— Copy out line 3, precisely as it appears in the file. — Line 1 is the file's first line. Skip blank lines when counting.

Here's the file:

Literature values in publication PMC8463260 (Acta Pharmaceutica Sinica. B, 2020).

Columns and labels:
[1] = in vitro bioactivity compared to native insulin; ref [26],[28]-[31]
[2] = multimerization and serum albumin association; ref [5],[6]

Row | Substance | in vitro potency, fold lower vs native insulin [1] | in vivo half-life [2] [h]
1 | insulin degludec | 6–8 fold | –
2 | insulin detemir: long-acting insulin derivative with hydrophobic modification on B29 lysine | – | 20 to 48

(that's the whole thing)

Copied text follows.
[1] = in vitro bioactivity compared to native insulin; ref [26],[28]-[31]